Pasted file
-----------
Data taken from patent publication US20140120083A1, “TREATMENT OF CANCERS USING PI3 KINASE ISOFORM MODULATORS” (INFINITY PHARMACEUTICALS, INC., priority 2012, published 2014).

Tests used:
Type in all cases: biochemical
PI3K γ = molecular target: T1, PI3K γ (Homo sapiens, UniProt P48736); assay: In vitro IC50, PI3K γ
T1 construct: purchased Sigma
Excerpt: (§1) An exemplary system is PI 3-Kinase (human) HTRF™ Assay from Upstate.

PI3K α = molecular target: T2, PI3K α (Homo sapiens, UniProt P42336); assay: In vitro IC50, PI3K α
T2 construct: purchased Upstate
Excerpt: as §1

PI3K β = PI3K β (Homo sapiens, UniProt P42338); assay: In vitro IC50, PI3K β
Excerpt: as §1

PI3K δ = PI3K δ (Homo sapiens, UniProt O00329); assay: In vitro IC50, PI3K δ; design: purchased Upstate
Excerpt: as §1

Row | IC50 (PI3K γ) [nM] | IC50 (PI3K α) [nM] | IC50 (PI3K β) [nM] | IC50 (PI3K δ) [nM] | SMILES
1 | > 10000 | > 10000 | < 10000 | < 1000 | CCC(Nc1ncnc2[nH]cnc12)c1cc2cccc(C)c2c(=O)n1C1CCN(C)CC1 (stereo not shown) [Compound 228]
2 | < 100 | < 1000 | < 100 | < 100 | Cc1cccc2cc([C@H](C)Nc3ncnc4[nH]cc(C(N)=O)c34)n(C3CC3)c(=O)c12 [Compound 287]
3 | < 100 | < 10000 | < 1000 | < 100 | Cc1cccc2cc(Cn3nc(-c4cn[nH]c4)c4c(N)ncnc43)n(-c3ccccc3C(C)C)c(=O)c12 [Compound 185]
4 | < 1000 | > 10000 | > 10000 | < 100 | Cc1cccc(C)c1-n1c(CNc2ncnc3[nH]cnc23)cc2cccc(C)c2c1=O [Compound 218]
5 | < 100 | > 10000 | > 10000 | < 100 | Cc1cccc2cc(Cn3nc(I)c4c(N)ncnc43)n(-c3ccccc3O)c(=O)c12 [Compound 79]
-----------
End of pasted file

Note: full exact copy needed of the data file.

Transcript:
Data taken from patent publication US20140120083A1, “TREATMENT OF CANCERS USING PI3 KINASE ISOFORM MODULATORS” (INFINITY PHARMACEUTICALS, INC., priority 2012, published 2014).

Tests used:
Type in all cases: biochemical
PI3K γ = molecular target: T1, PI3K γ (Homo sapiens, UniProt P48736); assay: In vitro IC50, PI3K γ
T1 construct: purchased Sigma
Excerpt: (§1) An exemplary system is PI 3-Kinase (human) HTRF™ Assay from Upstate.

PI3K α = molecular target: T2, PI3K α (Homo sapiens, UniProt P42336); assay: In vitro IC50, PI3K α
T2 construct: purchased Upstate
Excerpt: as §1

PI3K β = PI3K β (Homo sapiens, UniProt P42338); assay: In vitro IC50, PI3K β
Excerpt: as §1

PI3K δ = PI3K δ (Homo sapiens, UniProt O00329); assay: In vitro IC50, PI3K δ; design: purchased Upstate
Excerpt: as §1

Row | IC50 (PI3K γ) [nM] | IC50 (PI3K α) [nM] | IC50 (PI3K β) [nM] | IC50 (PI3K δ) [nM] | SMILES
1 | > 10000 | > 10000 | < 10000 | < 1000 | CCC(Nc1ncnc2[nH]cnc12)c1cc2cccc(C)c2c(=O)n1C1CCN(C)CC1 (stereo not shown) [Compound 228]
2 | < 100 | < 1000 | < 100 | < 100 | Cc1cccc2cc([C@H](C)Nc3ncnc4[nH]cc(C(N)=O)c34)n(C3CC3)c(=O)c12 [Compound 287]
3 | < 100 | < 10000 | < 1000 | < 100 | Cc1cccc2cc(Cn3nc(-c4cn[nH]c4)c4c(N)ncnc43)n(-c3ccccc3C(C)C)c(=O)c12 [Compound 185]
4 | < 1000 | > 10000 | > 10000 | < 100 | Cc1cccc(C)c1-n1c(CNc2ncnc3[nH]cnc23)cc2cccc(C)c2c1=O [Compound 218]
5 | < 100 | > 10000 | > 10000 | < 100 | Cc1cccc2cc(Cn3nc(I)c4c(N)ncnc43)n(-c3ccccc3O)c(=O)c12 [Compound 79]